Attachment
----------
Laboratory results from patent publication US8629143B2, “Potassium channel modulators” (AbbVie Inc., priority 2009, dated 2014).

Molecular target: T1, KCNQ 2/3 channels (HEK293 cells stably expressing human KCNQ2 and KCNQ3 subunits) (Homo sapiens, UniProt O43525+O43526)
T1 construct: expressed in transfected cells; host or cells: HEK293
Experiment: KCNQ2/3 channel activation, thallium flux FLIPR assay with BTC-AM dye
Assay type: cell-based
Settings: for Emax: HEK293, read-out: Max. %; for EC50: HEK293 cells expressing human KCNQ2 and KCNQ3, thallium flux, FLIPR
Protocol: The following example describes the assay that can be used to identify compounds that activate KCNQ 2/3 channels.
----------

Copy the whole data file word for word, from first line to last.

Laboratory results from patent publication US8629143B2, “Potassium channel modulators” (AbbVie Inc., priority 2009, dated 2014).

Molecular target: T1, KCNQ 2/3 channels (HEK293 cells stably expressing human KCNQ2 and KCNQ3 subunits) (Homo sapiens, UniProt O43525+O43526)
T1 construct: expressed in transfected cells; host or cells: HEK293
Experiment: KCNQ2/3 channel activation, thallium flux FLIPR assay with BTC-AM dye
Assay type: cell-based
Settings: for Emax: HEK293, read-out: Max. %; for EC50: HEK293 cells expressing human KCNQ2 and KCNQ3, thallium flux, FLIPR
Protocol: The following example describes the assay that can be used to identify compounds that activate KCNQ 2/3 channels.